This summer we commemorated the 78th anniversary of the murder of the Jews of Hungary in the summer of 1944. Between May 15 and July 9 that year, 435,000 Jews from the provincial districts of Hungary were sent to their deaths, mainly to Auschwitz-Birkenau.
I am not a historian, and do not presume to be one. But as a survivor, I feel a moral obligation to publicly discuss the forgotten mission of Joel Brand and his associates.
My brother Avram and I, born in the township of Karcag in central Hungary, are among the few hundred Jewish children from the Hungarian provinces who survived the deadly summer of 1944; none of the children who arrived at the same time at the gates of Auschwitz escaped.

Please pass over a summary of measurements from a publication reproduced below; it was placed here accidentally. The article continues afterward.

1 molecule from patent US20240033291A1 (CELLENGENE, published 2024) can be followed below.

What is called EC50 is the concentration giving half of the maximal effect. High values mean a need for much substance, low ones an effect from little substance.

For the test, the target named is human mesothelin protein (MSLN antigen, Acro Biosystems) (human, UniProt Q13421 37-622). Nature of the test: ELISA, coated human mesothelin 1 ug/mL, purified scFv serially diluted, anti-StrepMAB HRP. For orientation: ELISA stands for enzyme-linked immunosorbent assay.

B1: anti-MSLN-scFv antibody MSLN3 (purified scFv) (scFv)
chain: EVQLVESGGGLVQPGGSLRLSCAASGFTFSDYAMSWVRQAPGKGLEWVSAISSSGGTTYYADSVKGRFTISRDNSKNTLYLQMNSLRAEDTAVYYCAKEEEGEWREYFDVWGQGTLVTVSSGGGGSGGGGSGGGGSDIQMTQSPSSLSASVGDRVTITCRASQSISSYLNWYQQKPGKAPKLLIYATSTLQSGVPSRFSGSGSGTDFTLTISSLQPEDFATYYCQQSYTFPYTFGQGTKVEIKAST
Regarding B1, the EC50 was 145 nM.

The question that keeps running through my mind throughout the years is: To what extent do I owe my survival to the action of some brave people and their exceptional efforts during the Holocaust, and did these people receive the credit they deserve?